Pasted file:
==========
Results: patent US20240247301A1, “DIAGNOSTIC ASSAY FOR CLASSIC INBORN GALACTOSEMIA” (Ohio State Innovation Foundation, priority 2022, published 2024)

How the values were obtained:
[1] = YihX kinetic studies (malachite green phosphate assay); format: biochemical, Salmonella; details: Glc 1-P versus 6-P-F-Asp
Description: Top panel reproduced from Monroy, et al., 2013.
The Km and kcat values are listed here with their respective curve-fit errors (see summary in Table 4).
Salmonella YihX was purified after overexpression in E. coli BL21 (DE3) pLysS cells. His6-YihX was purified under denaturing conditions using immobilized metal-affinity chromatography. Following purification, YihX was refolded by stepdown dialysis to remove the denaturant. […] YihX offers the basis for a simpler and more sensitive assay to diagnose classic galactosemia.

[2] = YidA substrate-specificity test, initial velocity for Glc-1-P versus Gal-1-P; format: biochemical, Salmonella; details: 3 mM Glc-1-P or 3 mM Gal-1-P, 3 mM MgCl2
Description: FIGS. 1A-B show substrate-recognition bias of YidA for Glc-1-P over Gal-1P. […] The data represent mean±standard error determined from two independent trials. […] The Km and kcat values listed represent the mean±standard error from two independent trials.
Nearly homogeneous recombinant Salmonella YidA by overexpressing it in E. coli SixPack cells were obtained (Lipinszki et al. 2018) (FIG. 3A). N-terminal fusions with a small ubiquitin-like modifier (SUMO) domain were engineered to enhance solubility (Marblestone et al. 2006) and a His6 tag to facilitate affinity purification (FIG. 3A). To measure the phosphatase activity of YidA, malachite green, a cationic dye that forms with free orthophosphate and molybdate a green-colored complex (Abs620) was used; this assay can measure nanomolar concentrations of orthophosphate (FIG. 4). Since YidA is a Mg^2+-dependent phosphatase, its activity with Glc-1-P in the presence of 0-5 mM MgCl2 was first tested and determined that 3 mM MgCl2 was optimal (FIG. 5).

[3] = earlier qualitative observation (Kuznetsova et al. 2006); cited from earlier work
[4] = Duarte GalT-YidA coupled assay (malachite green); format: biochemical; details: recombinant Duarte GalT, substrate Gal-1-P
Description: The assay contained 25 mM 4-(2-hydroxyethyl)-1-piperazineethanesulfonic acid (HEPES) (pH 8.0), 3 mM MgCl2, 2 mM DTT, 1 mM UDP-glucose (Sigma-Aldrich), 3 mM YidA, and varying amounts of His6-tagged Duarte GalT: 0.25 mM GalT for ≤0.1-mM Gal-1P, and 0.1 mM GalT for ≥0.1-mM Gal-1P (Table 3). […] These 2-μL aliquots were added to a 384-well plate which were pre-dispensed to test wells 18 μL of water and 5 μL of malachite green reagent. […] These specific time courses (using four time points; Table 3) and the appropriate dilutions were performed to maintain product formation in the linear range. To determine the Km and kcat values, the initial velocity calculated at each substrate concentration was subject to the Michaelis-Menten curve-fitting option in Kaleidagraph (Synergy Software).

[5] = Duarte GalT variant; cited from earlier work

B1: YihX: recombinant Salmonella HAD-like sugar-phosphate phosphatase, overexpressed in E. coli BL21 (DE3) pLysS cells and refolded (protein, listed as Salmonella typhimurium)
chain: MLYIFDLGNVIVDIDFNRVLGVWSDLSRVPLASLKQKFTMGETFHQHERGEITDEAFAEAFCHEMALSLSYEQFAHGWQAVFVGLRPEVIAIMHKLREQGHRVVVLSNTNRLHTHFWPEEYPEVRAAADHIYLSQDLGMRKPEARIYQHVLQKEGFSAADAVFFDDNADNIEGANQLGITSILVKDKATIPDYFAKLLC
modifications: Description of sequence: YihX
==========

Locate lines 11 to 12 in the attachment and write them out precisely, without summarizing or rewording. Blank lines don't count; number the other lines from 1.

[4] = Duarte GalT-YidA coupled assay (malachite green); format: biochemical; details: recombinant Duarte GalT, substrate Gal-1-P
Description: The assay contained 25 mM 4-(2-hydroxyethyl)-1-piperazineethanesulfonic acid (HEPES) (pH 8.0), 3 mM MgCl2, 2 mM DTT, 1 mM UDP-glucose (Sigma-Aldrich), 3 mM YidA, and varying amounts of His6-tagged Duarte GalT: 0.25 mM GalT for ≤0.1-mM Gal-1P, and 0.1 mM GalT for ≥0.1-mM Gal-1P (Table 3). […] These 2-μL aliquots were added to a 384-well plate which were pre-dispensed to test wells 18 μL of water and 5 μL of malachite green reagent. […] These specific time courses (using four time points; Table 3) and the appropriate dilutions were performed to maintain product formation in the linear range. To determine the Km and kcat values, the initial velocity calculated at each substrate concentration was subject to the Michaelis-Menten curve-fitting option in Kaleidagraph (Synergy Software).